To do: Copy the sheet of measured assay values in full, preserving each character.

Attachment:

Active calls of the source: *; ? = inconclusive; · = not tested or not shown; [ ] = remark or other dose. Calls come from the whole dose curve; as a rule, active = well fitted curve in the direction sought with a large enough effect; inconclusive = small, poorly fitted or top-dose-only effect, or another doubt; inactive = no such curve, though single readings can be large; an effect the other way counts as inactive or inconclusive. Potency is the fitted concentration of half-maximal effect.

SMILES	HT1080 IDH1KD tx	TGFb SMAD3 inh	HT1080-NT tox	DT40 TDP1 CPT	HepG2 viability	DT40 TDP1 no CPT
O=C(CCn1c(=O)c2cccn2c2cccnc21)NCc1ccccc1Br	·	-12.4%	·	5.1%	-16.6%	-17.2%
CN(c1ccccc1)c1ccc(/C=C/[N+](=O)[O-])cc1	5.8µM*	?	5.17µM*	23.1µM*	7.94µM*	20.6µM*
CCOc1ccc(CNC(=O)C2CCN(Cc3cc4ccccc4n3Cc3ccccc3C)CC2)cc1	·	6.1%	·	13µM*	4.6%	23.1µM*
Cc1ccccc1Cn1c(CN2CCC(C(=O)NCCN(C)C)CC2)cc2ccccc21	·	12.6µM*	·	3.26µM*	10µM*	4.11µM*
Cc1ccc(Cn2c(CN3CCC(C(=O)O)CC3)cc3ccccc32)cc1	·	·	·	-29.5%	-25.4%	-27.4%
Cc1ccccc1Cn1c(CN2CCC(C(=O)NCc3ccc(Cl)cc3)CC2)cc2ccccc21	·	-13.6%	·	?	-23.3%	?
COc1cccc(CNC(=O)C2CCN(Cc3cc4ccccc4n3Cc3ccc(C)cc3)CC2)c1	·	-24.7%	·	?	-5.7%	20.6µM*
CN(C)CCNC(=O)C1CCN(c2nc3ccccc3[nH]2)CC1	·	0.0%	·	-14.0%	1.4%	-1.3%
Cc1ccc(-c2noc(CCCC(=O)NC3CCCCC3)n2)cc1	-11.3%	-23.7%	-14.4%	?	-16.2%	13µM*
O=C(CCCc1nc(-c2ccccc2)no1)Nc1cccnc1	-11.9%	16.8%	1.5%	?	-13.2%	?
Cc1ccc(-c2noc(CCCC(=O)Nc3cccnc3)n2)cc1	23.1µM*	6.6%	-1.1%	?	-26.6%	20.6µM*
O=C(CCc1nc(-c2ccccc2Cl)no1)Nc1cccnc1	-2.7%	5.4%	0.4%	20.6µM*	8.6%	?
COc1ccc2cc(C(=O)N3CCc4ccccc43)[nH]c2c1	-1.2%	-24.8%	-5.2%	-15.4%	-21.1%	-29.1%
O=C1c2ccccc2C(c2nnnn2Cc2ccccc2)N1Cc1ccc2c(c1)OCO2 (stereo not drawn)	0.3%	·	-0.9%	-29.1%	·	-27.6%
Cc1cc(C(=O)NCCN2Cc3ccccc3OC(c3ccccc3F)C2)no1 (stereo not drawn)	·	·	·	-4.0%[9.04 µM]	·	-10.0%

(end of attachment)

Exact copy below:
Active calls of the source: *; ? = inconclusive; · = not tested or not shown; [ ] = remark or other dose. Calls come from the whole dose curve; as a rule, active = well fitted curve in the direction sought with a large enough effect; inconclusive = small, poorly fitted or top-dose-only effect, or another doubt; inactive = no such curve, though single readings can be large; an effect the other way counts as inactive or inconclusive. Potency is the fitted concentration of half-maximal effect.

SMILES	HT1080 IDH1KD tx	TGFb SMAD3 inh	HT1080-NT tox	DT40 TDP1 CPT	HepG2 viability	DT40 TDP1 no CPT
O=C(CCn1c(=O)c2cccn2c2cccnc21)NCc1ccccc1Br	·	-12.4%	·	5.1%	-16.6%	-17.2%
CN(c1ccccc1)c1ccc(/C=C/[N+](=O)[O-])cc1	5.8µM*	?	5.17µM*	23.1µM*	7.94µM*	20.6µM*
CCOc1ccc(CNC(=O)C2CCN(Cc3cc4ccccc4n3Cc3ccccc3C)CC2)cc1	·	6.1%	·	13µM*	4.6%	23.1µM*
Cc1ccccc1Cn1c(CN2CCC(C(=O)NCCN(C)C)CC2)cc2ccccc21	·	12.6µM*	·	3.26µM*	10µM*	4.11µM*
Cc1ccc(Cn2c(CN3CCC(C(=O)O)CC3)cc3ccccc32)cc1	·	·	·	-29.5%	-25.4%	-27.4%
Cc1ccccc1Cn1c(CN2CCC(C(=O)NCc3ccc(Cl)cc3)CC2)cc2ccccc21	·	-13.6%	·	?	-23.3%	?
COc1cccc(CNC(=O)C2CCN(Cc3cc4ccccc4n3Cc3ccc(C)cc3)CC2)c1	·	-24.7%	·	?	-5.7%	20.6µM*
CN(C)CCNC(=O)C1CCN(c2nc3ccccc3[nH]2)CC1	·	0.0%	·	-14.0%	1.4%	-1.3%
Cc1ccc(-c2noc(CCCC(=O)NC3CCCCC3)n2)cc1	-11.3%	-23.7%	-14.4%	?	-16.2%	13µM*
O=C(CCCc1nc(-c2ccccc2)no1)Nc1cccnc1	-11.9%	16.8%	1.5%	?	-13.2%	?
Cc1ccc(-c2noc(CCCC(=O)Nc3cccnc3)n2)cc1	23.1µM*	6.6%	-1.1%	?	-26.6%	20.6µM*
O=C(CCc1nc(-c2ccccc2Cl)no1)Nc1cccnc1	-2.7%	5.4%	0.4%	20.6µM*	8.6%	?
COc1ccc2cc(C(=O)N3CCc4ccccc43)[nH]c2c1	-1.2%	-24.8%	-5.2%	-15.4%	-21.1%	-29.1%
O=C1c2ccccc2C(c2nnnn2Cc2ccccc2)N1Cc1ccc2c(c1)OCO2 (stereo not drawn)	0.3%	·	-0.9%	-29.1%	·	-27.6%
Cc1cc(C(=O)NCCN2Cc3ccccc3OC(c3ccccc3F)C2)no1 (stereo not drawn)	·	·	·	-4.0%[9.04 µM]	·	-10.0%